comments on regnerus
Finally got around to reading the Regnerus SSR article. A few comments:
1. Up front – my politics: I am against laws that distinguish between people based on sexual orientation. I also believe that people should be tolerant of many sexual orientations, not just heterosexuality.
2. My prior scientific belief: I believe that it may be possible that sexual orientation may be correlated with family outcomes in positive or negative ways, just as there might be differences between other groups (e.g., Latinos may be better or worse parents according to some measure).
3. My prior legal belief: The presence of group differences doesn’t entail policy change unless the differences are extreme. For example, we might discover that alcoholics are worse parents, but I would be against a law that banned alcoholics from having children. In other words, I can believe that some group (e.g., gays) may be better or worse parents than other groups, but that doesn’t mean we should discriminate.
4. What I’ve been told: I am not a family sociologist, but multiple people have told me that prior research tends to find little or no difference between children of straight parents and gay parents. They could be wrong and I’d be willing to update my belief if a sufficiently strong study came out.
5. The actual Regnerus study contains a modest, but interesting result. According to multiple measures, people seem to be worse off if they had a parent who had same gender sexual relations. This isn’t surprising given that most reported two person families were mixed gender. That suggests that same sex contacts were outside the family. In other words, the study measured the “Larry Craigs” of the world. I am not shocked that their children may be worse off in some way.
6. The issue, to me, seems to be the claim that the data provide evidence against same sex marriage. First, even the author admits, there are very few people who reported two parents of the same gender (17, to be exact). Second, there is a severe selection effect. Most of the survey respondents grew up when same sex marriage was illegal, thus preventing what might the equilibrium state in an environment where same gender marriage is legal. To be blunt, the gay people who set up families a decade or more ago are not the same people who might set up families in the current environment.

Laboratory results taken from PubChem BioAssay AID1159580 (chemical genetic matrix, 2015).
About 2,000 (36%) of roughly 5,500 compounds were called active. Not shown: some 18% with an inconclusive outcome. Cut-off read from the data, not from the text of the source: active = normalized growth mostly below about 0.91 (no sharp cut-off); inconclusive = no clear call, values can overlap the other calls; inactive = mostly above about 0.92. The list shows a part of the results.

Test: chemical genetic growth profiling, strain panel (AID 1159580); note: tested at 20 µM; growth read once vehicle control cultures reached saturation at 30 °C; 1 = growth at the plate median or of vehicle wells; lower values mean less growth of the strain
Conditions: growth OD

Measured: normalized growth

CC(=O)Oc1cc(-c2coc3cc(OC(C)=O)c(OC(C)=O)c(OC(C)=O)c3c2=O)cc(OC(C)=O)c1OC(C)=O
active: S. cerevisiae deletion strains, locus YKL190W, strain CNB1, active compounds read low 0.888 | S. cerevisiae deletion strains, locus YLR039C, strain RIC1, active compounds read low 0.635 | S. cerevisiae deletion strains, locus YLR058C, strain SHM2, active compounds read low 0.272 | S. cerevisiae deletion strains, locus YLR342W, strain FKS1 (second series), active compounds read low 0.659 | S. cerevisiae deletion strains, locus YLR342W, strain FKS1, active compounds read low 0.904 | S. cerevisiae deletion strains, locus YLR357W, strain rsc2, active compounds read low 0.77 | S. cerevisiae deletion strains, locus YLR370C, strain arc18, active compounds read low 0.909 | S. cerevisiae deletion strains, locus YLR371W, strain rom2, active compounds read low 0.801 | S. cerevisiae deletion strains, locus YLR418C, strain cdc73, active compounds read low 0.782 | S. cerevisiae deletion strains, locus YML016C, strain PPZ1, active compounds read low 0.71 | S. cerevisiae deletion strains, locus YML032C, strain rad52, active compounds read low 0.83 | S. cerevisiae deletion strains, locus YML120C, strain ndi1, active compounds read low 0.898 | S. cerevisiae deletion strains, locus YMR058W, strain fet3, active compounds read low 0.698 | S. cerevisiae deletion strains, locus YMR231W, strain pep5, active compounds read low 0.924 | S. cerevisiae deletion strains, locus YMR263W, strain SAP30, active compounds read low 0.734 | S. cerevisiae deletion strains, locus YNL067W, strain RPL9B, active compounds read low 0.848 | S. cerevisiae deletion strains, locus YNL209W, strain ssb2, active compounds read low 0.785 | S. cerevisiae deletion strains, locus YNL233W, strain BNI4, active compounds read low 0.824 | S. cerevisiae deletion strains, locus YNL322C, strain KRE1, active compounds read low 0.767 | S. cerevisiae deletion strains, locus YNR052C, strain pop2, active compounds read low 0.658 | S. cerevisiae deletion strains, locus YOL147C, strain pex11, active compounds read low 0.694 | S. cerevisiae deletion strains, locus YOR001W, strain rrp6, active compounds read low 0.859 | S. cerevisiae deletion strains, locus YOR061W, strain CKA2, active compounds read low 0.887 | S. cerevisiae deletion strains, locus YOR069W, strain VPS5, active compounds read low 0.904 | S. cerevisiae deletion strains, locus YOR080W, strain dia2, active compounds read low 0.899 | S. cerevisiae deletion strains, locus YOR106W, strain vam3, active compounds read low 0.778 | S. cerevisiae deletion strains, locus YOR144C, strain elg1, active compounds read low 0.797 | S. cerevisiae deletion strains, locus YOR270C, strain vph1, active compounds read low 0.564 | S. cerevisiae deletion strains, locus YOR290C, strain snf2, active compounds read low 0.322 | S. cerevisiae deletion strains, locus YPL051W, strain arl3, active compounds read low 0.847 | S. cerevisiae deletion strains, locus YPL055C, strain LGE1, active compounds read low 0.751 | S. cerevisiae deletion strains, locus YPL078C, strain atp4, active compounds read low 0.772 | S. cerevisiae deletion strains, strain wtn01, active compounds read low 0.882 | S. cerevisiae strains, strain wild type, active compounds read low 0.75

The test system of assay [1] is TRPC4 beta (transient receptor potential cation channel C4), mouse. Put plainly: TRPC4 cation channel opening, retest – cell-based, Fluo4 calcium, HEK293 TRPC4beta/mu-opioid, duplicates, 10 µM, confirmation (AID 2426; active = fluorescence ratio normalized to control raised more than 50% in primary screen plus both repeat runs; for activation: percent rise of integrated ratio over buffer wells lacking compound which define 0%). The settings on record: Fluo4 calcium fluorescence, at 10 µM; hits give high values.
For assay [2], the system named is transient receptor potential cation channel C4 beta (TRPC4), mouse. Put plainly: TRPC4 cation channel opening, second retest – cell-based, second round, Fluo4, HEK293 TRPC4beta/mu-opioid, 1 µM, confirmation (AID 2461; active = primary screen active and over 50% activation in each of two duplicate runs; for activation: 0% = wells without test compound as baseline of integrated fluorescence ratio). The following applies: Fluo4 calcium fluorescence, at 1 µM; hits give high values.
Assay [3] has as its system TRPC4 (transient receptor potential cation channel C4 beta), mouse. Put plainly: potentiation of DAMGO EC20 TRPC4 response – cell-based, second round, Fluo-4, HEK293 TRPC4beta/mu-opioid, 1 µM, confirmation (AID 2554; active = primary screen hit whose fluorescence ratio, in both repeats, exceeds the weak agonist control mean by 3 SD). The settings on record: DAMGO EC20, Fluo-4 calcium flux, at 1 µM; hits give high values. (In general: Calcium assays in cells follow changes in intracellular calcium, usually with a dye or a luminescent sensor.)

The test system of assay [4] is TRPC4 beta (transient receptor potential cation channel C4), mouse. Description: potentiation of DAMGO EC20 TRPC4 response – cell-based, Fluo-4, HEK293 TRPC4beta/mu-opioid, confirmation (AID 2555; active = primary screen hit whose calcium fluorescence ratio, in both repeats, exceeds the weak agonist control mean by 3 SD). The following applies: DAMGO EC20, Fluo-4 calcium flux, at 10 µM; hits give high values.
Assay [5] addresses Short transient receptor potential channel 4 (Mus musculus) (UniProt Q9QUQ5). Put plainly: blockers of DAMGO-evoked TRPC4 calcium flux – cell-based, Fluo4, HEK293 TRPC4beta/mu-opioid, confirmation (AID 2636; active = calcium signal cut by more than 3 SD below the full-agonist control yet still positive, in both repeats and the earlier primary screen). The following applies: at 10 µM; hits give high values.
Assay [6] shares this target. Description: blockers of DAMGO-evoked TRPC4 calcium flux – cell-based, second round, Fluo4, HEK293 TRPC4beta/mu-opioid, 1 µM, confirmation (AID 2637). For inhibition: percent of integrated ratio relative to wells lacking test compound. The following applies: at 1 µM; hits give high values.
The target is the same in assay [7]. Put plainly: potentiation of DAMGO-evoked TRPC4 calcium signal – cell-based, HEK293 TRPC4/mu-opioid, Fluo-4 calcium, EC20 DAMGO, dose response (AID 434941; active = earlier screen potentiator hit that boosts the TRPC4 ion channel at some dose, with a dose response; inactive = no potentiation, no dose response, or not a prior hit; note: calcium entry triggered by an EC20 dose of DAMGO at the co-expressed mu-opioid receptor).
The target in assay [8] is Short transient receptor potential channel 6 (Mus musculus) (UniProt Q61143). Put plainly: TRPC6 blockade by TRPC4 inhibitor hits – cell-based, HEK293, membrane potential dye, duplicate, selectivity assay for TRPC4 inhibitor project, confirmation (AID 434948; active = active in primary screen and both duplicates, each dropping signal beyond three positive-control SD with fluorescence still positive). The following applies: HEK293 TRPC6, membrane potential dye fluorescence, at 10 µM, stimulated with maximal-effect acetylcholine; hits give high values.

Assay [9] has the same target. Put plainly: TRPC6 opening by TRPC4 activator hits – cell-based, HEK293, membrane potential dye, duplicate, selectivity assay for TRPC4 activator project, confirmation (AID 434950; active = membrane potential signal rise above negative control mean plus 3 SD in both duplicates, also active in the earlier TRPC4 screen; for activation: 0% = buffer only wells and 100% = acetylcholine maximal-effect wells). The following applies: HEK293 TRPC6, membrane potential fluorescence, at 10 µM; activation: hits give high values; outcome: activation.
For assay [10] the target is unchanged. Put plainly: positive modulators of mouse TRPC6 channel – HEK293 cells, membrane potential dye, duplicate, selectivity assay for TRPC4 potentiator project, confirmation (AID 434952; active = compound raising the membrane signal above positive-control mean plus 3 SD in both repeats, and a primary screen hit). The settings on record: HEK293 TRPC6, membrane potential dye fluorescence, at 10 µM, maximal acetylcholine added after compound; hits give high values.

7. There was petition asking the Social Science Research editor to explain how this paper went through the review process. As an author whose papers have gotten stuck for *years* at a time, I was shocked to learn that it went through in a matter of weeks.
8. Critics claim that the outcry was a “witch hunt” (see the Scatter discussion). That’s a vague and charged term, so I will ignore it. But a few things are safe to say. Science is built on skepticism. If a paper comes out claiming that all previous work in the topic was flawed and produces a controversial result, it would be normal for people to ask questions. The proper response is to provide an explanation of how the research was conducted, not accuse people of a “witch hunt.” No one is asking that anyone be fired or banned from doing sociology. The petitioners are merely asking, “why was this published?”
9. There is some truth to the charge that the outcry is political. Consider a thought experiment, what if a researcher produced a flawed article that supported a liberal policy? Has there been an equivalent level of outcry against bad research that supports liberal points of view? This doesn’t mean that the Regnerus critics should stop. They were right to ask questions. Rather, it means that we should bring the same skepticism to all research, regardless of policy implications. Liberals and conservatives should be equally fearful of sociology’s methodology police.
10. Darren “BMX” Sherkat was asked the the SSR editor to do an audit of the paper and its review process. Personally, I think this is excessive. The editor, James Wright, is an accomplished scholar and likely knew that the paper would be controversial, even used as ammunition in a political dispute. We give editors great leeway. They may agree with reviewers or override them. He chose to publish this paper after getting some feedback, which is normal. Darren found that the reviewers had some connection with the author. This isn’t always bad. I’m sure that the reviewers of some of my rejected papers know me personally, and that I’ve rejected the papers of people who I like and admire. The bottom line is that the James Wright is an adult and sociology is a contact sport.
11. Bottom line: I think this a modest paper that presents an intuitive result. If one of your parents is gay but is with a different gender partner, then kids may be worse off. A family where there a sever mismatch in orientation between parents is likely to be stressful, to say the least. At best, the paper would have to be severely rewritten to match the text and the results. At worse, as Darren notes, the paper should just be rejected along with other papers where the claims don’t match the data. The extremely fast publication process suggests that these options were not seriously considered.